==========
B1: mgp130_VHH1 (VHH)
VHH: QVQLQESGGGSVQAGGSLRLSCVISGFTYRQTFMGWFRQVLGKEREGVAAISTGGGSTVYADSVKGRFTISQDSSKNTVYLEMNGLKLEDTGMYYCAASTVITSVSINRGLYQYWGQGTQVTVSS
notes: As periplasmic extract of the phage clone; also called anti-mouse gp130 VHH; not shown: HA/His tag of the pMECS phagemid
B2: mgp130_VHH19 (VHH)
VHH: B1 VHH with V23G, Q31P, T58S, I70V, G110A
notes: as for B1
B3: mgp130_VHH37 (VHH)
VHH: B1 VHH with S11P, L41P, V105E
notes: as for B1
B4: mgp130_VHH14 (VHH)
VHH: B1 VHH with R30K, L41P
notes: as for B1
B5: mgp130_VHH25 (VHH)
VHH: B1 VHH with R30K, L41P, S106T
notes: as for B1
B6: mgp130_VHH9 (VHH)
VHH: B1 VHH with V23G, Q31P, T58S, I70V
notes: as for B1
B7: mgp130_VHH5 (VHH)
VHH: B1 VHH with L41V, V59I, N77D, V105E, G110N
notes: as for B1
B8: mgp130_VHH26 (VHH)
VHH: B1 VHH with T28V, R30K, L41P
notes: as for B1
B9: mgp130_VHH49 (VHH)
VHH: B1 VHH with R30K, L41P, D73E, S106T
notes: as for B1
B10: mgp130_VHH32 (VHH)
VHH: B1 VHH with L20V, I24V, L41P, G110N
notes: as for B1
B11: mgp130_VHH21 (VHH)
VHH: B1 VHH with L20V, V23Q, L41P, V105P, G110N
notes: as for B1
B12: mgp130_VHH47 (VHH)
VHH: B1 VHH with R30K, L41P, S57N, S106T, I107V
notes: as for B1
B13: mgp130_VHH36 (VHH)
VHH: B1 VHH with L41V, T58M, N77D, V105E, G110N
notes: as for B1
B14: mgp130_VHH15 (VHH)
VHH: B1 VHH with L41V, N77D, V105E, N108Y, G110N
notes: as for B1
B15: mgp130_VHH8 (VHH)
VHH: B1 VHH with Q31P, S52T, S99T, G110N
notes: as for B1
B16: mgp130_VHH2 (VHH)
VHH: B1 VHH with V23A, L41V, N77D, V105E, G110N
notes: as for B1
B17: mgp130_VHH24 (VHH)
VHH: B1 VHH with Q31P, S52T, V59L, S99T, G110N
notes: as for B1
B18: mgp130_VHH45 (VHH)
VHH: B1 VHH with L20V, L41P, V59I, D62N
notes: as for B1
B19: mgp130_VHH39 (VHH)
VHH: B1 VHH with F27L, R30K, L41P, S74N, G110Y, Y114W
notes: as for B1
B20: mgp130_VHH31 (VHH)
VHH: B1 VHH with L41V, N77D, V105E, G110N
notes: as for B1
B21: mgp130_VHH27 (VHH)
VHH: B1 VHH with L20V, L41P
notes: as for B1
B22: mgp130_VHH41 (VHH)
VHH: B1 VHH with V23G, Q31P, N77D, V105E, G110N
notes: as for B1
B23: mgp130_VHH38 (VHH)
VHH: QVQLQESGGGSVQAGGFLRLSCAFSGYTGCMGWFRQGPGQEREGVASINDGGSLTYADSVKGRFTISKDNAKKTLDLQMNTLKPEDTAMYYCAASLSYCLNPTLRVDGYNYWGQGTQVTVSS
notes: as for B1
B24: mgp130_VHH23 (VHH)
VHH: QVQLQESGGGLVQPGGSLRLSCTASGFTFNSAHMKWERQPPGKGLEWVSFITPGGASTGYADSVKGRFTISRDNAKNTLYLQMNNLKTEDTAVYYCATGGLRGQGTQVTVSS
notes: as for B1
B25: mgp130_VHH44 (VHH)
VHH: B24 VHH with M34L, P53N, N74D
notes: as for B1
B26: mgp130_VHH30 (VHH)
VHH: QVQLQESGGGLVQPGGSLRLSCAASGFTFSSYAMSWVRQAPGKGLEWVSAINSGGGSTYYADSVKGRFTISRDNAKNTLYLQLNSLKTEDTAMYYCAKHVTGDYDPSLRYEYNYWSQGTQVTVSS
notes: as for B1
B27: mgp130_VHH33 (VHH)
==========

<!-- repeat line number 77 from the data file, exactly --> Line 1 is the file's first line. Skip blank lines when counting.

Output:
VHH: QVQLQESGGGLVQPGGSLRLSCAASGFTFSSYAMSWVRQAPGKGLEWVSAINSGGGSTYYADSVKGRFTISRDNAKNTLYLQLNSLKTEDTAMYYCAKHVTGDYDPSLRYEYNYWSQGTQVTVSS